Search results1 – 10 of over 179000
The paper seeks to propose the basic competencies of environmental social scientists regarding policy analysis for sustainable development. The ultimate goal is to…
The paper seeks to propose the basic competencies of environmental social scientists regarding policy analysis for sustainable development. The ultimate goal is to contribute to an improvement of educational programmes in higher education by suggesting a toolbox that should be integrated in the curriculum.
Starting from the basic research questions regarding governance for sustainable development, five methods are identified capable of answering the following questions: reconstruction of policy theories; stakeholder analysis; impact assessment; cost‐benefit analysis; discourse analysis. Relevant information was collected through a literature review and practical experience by the authors.
These include: minimum content of the toolbox with methods of policy analysis for sustainable development; examples of how the toolbox can be applied; strengths and weaknesses of the methods; specification of competencies of environmental social scientists active in the area of policy analysis for sustainable development.
The paper proposes which methods of policy analysis for sustainable development should be integrated in higher education as well as how this should be done.
The paper systematically analyses the implications of the policy context in the domain of sustainable development for policy analysis in this area. In addition it gives a review of five basic methods: how they can be used to analyse policy issues from a sustainable development perspective. Aiming at reinforcing the input of scientific research in policy‐making, the paper eventually aims to promote sustainable development.
This chapter offers a pedagogical, analytical and heuristic framework for the critical analysis of higher education policy texts, and of the processes and motivations…
This chapter offers a pedagogical, analytical and heuristic framework for the critical analysis of higher education policy texts, and of the processes and motivations behind their articulations, grounded in considerations of relationships and flows between language, power and discourse. Theoretically the framework draws on critical discourse analysis, which provides a systematic framework for exegesis, analysis and interpretation, uncloaking the ways in which language (and other semiotic modes) work within discourse as agents and actors in the realisation, construction and perception of relations of power. The framework itself comprises two elements: one concerned with contextualising and one with deconstructing. The contextualisation element of the frame comprises three parts: temporal context, policy levers/drivers and warrant. The second element of deconstruction engages with text and discourse using a number of analytical lenses and tools derived from critical discourse analysis and critical literacy analysis.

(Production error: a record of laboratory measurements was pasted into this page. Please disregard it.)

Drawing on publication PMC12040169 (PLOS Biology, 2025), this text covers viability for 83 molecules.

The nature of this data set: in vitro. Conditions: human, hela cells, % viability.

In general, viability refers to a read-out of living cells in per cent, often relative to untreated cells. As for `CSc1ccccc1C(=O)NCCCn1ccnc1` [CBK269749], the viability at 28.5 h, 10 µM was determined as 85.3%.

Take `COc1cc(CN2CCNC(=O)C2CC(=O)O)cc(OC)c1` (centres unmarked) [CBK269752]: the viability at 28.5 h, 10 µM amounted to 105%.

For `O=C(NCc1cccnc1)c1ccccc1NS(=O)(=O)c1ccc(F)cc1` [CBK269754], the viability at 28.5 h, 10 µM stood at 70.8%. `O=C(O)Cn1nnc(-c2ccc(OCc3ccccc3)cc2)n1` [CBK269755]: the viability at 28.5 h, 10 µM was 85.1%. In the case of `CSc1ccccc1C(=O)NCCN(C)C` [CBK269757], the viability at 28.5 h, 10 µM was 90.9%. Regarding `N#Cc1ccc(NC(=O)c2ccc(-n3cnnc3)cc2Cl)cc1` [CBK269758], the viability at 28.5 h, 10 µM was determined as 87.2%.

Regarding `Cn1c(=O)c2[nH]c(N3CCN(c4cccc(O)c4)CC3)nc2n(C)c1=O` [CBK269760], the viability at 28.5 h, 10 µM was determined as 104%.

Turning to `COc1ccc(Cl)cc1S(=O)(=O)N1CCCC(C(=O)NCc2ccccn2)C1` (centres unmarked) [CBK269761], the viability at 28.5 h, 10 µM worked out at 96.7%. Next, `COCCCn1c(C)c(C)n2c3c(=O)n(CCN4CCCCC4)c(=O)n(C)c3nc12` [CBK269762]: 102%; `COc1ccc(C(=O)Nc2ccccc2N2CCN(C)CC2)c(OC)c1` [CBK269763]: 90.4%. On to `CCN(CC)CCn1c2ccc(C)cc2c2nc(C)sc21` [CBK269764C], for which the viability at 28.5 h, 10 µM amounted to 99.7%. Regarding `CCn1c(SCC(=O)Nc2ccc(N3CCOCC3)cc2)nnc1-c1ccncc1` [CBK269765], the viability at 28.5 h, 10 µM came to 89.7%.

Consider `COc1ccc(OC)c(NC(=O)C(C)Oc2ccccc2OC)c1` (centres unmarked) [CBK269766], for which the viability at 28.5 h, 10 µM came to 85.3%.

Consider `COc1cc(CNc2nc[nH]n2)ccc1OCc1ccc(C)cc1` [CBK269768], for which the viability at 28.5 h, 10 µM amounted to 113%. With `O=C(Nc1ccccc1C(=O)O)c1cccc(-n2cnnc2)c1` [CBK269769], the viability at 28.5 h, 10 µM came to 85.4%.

The Bureau of Economics in the Federal Trade Commission has a three-part role in the Agency and the strength of its functions changed over time depending on the preferences and ideology of the FTC’s leaders, developments in the field of economics, and the tenor of the times. The over-riding current role is to provide well considered, unbiased economic advice regarding antitrust and consumer protection law enforcement cases to the legal staff and the Commission. The second role, which long ago was primary, is to provide reports on investigations of various industries to the public and public officials. This role was more recently called research or “policy R&D”. A third role is to advocate for competition and markets both domestically and internationally. As a practical matter, the provision of economic advice to the FTC and to the legal staff has required that the economists wear “two hats,” helping the legal staff investigate cases and provide evidence to support law enforcement cases while also providing advice to the legal bureaus and to the Commission on which cases to pursue (thus providing “a second set of eyes” to evaluate cases). There is sometimes a tension in those functions because building a case is not the same as evaluating a case. Economists and the Bureau of Economics have provided such services to the FTC for over 100 years proving that a sub-organization can survive while playing roles that sometimes conflict. Such a life is not, however, always easy or fun.